Diet Can Ward Off Heart Disease

Diet Can Ward Off Heart Disease
Generous amounts of fruit and vegetable can protect you from heart diseases even when genetically the odds are stacked against you, according to a study published in the current issue of the journal PLoS Medicine.

An international team of scientists, led by researchers at McMaster and McGill universities, have discovered that the gene that is the strongest marker for heart disease can be subdued with proper diet.

"We know that 9p21 genetic variants increase the risk of heart disease for those that carry it," said Dr. Jamie Engert, joint principal investigator of the study, who is a researcher in cardiovascular diseases at the Research Institute of the McGill University Health Centre (RI-MUHC). "But it was a surprise to find that a healthy diet could significantly weaken its effect."

Researchers analysed more than 27,000 individuals from five ethnicities – European, South Asian, Chinese, Latin American and Arab – during the study and observed the effect of their diets on the effect of the 9p21 gene.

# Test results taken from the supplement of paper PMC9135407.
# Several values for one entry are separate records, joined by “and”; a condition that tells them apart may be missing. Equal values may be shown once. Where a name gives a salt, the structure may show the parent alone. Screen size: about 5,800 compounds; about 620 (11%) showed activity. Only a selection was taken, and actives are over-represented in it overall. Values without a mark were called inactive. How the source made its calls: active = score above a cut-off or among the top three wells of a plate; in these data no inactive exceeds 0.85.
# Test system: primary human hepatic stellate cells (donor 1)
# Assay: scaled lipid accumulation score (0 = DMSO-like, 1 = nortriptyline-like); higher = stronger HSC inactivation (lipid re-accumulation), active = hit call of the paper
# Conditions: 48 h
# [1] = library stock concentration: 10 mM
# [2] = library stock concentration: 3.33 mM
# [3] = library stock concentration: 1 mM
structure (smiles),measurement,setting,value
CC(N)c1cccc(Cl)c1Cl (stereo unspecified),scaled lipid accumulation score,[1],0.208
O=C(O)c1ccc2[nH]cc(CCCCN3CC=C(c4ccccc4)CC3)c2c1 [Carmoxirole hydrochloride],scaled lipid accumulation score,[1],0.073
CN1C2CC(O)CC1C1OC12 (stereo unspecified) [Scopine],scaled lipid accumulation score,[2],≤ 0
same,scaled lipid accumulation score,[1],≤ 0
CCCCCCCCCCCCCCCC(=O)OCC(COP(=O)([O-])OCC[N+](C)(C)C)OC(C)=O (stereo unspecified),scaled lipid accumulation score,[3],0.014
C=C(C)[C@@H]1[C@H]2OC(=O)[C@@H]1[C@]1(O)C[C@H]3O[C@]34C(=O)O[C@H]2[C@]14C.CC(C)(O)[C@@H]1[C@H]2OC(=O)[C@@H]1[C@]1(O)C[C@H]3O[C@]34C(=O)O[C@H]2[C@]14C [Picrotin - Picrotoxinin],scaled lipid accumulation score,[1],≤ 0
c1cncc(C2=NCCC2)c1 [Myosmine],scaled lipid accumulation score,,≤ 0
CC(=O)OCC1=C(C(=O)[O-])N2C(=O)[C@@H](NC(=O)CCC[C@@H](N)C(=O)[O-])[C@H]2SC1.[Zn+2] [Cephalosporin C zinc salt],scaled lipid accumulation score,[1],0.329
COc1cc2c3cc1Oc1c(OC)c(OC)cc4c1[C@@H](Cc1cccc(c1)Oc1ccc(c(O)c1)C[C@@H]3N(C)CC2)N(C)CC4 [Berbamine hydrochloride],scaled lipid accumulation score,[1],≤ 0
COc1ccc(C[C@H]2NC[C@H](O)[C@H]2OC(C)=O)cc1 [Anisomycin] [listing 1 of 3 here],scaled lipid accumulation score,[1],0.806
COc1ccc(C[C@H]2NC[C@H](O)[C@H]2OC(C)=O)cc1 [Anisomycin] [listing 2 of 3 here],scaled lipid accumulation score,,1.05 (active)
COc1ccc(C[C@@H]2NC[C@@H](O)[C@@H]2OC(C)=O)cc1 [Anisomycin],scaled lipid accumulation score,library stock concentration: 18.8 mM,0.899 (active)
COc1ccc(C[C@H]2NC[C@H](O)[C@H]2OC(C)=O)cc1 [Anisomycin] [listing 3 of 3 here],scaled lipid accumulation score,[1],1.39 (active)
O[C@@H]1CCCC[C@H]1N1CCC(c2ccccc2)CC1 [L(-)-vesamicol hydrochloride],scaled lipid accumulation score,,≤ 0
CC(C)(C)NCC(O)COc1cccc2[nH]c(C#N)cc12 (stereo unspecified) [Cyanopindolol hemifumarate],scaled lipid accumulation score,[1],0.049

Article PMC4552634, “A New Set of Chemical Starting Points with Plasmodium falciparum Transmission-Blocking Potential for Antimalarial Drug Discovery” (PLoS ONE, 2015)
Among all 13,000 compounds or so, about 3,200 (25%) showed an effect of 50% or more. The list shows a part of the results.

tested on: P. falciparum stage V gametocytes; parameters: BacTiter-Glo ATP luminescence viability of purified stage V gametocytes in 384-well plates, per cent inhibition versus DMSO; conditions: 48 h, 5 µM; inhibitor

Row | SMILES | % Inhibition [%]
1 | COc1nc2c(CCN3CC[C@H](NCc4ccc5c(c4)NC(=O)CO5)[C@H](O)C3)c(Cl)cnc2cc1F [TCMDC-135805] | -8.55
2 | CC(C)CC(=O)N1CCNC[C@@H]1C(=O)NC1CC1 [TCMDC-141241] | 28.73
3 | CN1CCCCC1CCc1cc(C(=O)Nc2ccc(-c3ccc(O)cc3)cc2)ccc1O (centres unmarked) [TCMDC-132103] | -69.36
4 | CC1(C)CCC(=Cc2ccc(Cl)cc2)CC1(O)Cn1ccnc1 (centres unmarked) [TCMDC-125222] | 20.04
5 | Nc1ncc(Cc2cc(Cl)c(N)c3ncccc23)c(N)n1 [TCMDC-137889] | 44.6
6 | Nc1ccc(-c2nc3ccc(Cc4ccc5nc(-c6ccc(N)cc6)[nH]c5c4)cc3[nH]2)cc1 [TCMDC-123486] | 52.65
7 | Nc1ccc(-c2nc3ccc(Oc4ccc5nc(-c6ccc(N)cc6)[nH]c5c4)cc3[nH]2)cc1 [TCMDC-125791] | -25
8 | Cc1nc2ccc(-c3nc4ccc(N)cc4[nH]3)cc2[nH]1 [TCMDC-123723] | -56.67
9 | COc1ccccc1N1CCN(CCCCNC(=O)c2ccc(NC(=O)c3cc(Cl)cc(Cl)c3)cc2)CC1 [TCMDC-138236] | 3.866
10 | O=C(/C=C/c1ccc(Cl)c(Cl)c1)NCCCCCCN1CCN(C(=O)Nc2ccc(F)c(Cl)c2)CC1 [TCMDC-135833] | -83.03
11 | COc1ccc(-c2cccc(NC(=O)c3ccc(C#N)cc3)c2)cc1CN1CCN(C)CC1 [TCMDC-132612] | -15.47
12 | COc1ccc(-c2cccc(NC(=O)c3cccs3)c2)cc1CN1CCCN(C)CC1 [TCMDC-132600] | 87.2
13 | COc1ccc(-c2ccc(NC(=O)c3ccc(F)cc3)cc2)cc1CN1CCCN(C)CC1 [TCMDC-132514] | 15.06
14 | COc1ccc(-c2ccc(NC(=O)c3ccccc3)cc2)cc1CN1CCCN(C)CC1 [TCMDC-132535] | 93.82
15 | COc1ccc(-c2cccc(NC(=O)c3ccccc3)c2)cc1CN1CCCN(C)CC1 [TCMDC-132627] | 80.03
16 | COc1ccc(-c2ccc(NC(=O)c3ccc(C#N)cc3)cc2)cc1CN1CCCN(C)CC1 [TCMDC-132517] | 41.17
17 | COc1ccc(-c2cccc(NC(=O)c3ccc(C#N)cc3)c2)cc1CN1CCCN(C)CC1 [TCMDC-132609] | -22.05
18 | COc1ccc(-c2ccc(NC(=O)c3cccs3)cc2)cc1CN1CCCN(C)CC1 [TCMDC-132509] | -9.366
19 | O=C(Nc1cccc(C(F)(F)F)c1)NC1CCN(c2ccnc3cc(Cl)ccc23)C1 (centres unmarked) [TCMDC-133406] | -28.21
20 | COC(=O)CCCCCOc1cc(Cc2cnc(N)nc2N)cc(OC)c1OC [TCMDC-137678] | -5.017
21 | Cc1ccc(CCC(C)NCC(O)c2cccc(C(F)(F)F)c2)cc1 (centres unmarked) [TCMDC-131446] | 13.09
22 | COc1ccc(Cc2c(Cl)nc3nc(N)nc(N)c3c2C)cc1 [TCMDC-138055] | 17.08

The results suggest that individuals with the high risk genotype who consumed a prudent diet, composed mainly of raw vegetables, fruits and berries, had a similar risk of heart attack to those with the low risk genotype.

"We observed that the effect of a high-risk genotype can be mitigated by consuming a diet high in fruits and vegetables," said Sonia Anand, joint principal investigator of the study, and a researcher at the Population Health Research Institute and a professor of medicine and epidemiology at the Michael G. DeGroote School of Medicine at McMaster University. "Our results support the public health recommendation to consume more than five servings of fruits or vegetables as a way to promote good health."

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